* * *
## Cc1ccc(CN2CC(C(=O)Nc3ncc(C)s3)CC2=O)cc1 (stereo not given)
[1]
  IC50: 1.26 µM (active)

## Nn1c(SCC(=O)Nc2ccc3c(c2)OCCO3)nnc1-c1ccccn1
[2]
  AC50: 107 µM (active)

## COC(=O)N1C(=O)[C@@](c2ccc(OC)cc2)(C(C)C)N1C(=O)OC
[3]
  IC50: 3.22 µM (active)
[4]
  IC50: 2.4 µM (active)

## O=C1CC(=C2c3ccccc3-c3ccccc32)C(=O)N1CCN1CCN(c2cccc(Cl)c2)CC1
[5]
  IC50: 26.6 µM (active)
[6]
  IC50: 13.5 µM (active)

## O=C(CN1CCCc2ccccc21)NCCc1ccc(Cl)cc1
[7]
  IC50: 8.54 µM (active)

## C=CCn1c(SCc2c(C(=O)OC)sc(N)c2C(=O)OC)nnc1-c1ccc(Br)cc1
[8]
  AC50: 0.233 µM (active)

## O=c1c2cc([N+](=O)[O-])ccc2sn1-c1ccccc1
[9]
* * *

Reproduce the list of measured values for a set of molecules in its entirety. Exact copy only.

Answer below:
## Cc1ccc(CN2CC(C(=O)Nc3ncc(C)s3)CC2=O)cc1 (stereo not given)
[1]
  IC50: 1.26 µM (active)

## Nn1c(SCC(=O)Nc2ccc3c(c2)OCCO3)nnc1-c1ccccn1
[2]
  AC50: 107 µM (active)

## COC(=O)N1C(=O)[C@@](c2ccc(OC)cc2)(C(C)C)N1C(=O)OC
[3]
  IC50: 3.22 µM (active)
[4]
  IC50: 2.4 µM (active)

## O=C1CC(=C2c3ccccc3-c3ccccc32)C(=O)N1CCN1CCN(c2cccc(Cl)c2)CC1
[5]
  IC50: 26.6 µM (active)
[6]
  IC50: 13.5 µM (active)

## O=C(CN1CCCc2ccccc21)NCCc1ccc(Cl)cc1
[7]
  IC50: 8.54 µM (active)

## C=CCn1c(SCc2c(C(=O)OC)sc(N)c2C(=O)OC)nnc1-c1ccc(Br)cc1
[8]
  AC50: 0.233 µM (active)

## O=c1c2cc([N+](=O)[O-])ccc2sn1-c1ccccc1
[9]